When mailing just be aware that if weather delays flights, science supplies take a priority over mail. Snowy years can see your mail delayed into November or more. It’s disappointing but weather is fact of life down here and impacts everything. If it happens you say oh well and live with it. Still, it would be the very rarest of years to be delayed that much.July 19, 2006 at 10:31 pm #3155ZondraMember
Yup, Mike, I agree, bring girly things… It’s funny, I don’t think of myself as a girly girl (as I mentioned before, I stopped wearing makup after that phase I went through at age 13), yet on the Ice, I find that there are many more times I want to feel girly. It must be some subconcious way of ballancing things out in a slightly off ballance place. I admit, I feel more comfortable in carharts, than a skirt, but after that’s all you see (as all the men & women are wearing them), on a saturday night, when there’s a special party, it’s nice to ballance the carharts out with a skirt, or something nice. I’ve acquired a great collection of nailpolish on the Ice (but don’t own any back in the real world)…. OK, enough, I’m repeating myself now…. Melissa, if you have any questions, or last minute packing questions, as you get ready, feel free to email me at: zzzondee (at) hotmail.com …I don’t know how helpful my webpage would be, but feel free to check it out. Probably all the stuff from my first year would be the most helpful for you. http://www.zondra.org
Atlas – I got your email, thanks. Hello to everyone else. I’ve been following allong here, but just have never been at a very good internet connection, where I feel like making post. Anyway, I’m coming down Mainbody, and am planning on staying for the winter this time. (still just an alternate contract, at this time, so I haven’t fully committed yet).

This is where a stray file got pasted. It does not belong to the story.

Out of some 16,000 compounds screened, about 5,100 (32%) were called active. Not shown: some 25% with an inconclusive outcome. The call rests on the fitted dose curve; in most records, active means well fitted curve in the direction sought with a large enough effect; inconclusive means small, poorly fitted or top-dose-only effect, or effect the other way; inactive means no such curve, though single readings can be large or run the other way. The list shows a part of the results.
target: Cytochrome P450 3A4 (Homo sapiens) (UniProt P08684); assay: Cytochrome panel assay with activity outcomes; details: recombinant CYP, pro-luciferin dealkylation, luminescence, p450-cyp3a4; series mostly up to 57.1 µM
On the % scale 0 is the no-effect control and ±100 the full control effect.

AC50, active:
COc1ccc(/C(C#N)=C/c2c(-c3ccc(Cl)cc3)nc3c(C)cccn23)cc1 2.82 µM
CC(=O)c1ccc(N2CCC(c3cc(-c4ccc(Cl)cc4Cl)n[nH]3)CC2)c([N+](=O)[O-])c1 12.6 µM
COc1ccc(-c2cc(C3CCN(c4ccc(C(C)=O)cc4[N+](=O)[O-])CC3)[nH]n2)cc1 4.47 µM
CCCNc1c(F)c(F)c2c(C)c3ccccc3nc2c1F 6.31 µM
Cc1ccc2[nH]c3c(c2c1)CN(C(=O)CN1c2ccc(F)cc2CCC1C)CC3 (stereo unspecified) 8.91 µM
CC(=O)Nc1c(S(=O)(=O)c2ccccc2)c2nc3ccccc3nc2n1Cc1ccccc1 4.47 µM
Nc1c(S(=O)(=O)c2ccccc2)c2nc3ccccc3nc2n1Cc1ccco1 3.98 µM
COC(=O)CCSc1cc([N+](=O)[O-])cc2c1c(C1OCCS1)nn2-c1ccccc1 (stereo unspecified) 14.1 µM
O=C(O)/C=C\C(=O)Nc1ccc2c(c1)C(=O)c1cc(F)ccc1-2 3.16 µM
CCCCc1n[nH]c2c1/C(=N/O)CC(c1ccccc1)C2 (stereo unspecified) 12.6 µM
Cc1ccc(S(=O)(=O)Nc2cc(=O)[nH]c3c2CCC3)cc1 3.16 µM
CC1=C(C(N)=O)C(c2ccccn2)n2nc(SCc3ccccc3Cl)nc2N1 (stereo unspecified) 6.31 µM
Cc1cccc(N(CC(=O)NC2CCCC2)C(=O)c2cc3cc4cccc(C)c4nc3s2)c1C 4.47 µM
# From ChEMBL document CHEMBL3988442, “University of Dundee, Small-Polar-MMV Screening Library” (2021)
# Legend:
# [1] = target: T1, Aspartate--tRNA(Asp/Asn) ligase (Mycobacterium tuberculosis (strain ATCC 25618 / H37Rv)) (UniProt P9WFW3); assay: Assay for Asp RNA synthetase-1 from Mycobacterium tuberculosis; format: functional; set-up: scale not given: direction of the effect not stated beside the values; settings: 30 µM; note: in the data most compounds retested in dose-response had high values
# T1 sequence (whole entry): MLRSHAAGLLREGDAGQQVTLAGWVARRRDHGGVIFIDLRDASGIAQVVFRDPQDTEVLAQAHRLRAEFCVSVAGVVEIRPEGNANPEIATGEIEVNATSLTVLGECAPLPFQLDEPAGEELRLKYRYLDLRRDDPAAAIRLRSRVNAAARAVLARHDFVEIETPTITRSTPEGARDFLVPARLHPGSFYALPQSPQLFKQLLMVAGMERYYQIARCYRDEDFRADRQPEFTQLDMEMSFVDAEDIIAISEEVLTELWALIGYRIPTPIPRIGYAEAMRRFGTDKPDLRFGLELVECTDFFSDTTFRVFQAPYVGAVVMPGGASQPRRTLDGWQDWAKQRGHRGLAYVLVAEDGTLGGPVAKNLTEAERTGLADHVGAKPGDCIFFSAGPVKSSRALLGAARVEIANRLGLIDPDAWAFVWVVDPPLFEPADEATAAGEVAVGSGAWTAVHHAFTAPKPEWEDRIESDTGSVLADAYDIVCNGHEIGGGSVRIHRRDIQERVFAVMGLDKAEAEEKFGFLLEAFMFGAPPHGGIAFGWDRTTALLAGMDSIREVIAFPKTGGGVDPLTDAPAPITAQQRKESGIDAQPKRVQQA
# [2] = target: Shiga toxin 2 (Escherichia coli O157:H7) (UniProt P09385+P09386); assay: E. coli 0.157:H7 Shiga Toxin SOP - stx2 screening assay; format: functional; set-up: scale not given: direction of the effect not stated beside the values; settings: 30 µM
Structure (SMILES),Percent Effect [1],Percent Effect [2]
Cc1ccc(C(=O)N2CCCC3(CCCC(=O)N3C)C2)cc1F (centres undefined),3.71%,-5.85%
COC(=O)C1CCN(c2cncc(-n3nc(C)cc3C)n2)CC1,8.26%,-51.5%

July 19, 2006 at 10:49 pm #3156
Naner Mel —
You’ll discover at your first Halloween party that there’s alot of guys down there that like to feel all ‘girly’, too. For some reason, though, cross-dressing is an accepted activity – Halloween party, or not.
It’s a very strange place, but we all love it.
After a doing a season, you’ll understand.
aJuly 20, 2006 at 1:11 am #3157
Melissa, I almost forgot. Mail down a nice halloween costume. The halloween party is one of the more fun things your first year. The costumes are elaborate and you will feel more at home if you send one down. Again, mail it now.
MikeJuly 20, 2006 at 1:25 am #3158
Do you still have that spaghetti strap dress you wore last year? Think I could borrow it? And what size pumps do you have?
I won’t be doing the thong thing like you did, though. I think everyone saw WAY too much when you were trying to get up off the floor.
aJuly 20, 2006 at 1:48 am #3159
One more thing for all of you coming down for the first time. If you aren’t already a world traveller, this trip may be an eye opener for you. From your home to Christchurch, it is almost a 24 hour trip. There are a few things I have found that make the trip nicer.
First of all go to Radio Shack and get a pair of noise canceling headphones. I’m not sure how they work, but it is incredible how much quieter the airplane is when you wear them. You don’t have to be listening to music or anything, you just turn on the switch and the noise goes away. I’ve never really been able to watch the airplane movies until I got my headphones. You can hear like you are at home.